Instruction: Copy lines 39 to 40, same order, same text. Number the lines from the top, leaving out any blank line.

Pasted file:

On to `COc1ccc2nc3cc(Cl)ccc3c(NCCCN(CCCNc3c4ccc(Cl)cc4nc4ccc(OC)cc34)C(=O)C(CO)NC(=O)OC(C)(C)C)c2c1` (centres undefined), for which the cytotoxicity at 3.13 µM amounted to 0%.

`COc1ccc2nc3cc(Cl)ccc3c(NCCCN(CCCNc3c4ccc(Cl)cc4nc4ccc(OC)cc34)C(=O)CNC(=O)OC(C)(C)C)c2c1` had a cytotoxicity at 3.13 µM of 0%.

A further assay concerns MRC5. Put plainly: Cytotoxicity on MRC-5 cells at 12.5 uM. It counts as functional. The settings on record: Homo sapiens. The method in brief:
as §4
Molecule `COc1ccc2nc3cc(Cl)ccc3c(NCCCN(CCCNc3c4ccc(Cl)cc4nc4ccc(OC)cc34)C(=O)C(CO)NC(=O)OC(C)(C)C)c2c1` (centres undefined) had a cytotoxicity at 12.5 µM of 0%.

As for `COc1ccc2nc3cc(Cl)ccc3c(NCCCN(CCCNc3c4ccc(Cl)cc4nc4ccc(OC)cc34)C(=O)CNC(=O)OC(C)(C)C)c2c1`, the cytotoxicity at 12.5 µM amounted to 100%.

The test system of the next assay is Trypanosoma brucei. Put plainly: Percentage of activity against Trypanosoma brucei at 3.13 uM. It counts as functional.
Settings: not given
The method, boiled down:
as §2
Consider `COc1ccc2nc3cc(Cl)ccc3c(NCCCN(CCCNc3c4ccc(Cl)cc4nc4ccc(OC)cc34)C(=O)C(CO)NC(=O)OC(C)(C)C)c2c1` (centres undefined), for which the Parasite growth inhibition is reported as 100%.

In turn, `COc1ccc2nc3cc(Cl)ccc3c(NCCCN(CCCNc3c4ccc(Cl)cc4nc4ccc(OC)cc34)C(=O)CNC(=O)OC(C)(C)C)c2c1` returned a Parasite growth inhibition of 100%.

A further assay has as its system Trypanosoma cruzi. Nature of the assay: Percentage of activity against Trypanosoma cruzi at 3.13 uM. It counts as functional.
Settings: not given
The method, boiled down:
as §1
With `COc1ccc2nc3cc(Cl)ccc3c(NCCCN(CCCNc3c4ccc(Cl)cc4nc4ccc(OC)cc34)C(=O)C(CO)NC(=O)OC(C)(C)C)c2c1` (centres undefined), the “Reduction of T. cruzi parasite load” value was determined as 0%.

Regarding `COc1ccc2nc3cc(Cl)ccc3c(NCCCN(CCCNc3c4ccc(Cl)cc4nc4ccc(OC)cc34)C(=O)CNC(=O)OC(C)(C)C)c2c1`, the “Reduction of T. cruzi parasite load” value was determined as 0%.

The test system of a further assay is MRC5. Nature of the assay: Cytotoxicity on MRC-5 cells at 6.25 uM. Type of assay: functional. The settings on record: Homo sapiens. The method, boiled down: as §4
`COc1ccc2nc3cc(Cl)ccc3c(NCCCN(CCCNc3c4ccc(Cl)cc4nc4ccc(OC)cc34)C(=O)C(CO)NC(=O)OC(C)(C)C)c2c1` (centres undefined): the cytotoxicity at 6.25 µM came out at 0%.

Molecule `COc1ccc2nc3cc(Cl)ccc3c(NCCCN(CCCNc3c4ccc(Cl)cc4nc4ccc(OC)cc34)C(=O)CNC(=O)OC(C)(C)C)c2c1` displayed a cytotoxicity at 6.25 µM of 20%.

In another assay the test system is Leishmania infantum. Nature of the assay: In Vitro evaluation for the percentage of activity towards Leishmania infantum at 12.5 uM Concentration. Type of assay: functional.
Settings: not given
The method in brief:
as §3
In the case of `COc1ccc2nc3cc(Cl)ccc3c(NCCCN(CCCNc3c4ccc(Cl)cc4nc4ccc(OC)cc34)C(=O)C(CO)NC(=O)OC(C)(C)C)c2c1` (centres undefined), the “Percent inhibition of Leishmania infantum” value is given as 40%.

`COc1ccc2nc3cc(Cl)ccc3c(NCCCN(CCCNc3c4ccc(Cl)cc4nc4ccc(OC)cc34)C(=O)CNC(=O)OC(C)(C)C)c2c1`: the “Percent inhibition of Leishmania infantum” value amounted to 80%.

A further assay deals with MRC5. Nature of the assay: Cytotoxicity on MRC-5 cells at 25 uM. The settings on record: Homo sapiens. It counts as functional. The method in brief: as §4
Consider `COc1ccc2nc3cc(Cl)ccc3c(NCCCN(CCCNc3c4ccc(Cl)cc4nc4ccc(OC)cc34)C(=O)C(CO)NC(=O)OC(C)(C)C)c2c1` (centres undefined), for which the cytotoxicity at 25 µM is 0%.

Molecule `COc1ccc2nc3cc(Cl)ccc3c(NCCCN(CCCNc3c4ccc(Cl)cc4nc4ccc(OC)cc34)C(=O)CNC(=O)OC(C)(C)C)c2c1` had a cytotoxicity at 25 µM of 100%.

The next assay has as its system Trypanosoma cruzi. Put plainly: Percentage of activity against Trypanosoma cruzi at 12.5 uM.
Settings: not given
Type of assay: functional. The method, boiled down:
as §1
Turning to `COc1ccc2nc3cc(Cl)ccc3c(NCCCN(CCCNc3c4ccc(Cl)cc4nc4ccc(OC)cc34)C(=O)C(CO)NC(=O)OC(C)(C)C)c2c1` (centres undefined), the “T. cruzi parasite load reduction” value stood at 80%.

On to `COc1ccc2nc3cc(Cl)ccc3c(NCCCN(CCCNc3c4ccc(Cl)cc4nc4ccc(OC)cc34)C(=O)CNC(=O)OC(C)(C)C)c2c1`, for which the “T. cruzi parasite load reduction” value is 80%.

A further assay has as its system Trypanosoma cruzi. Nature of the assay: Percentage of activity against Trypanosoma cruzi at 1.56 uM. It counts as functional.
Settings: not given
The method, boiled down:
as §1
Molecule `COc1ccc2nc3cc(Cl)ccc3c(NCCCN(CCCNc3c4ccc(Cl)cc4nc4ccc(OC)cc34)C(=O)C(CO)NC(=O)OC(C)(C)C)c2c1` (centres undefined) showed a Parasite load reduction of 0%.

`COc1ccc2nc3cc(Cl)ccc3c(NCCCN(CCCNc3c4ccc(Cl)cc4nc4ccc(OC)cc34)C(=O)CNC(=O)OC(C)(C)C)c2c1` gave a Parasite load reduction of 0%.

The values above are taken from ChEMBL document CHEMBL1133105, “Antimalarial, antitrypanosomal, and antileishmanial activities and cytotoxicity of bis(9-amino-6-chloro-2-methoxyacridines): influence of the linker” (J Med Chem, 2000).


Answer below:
The method, boiled down:
as §1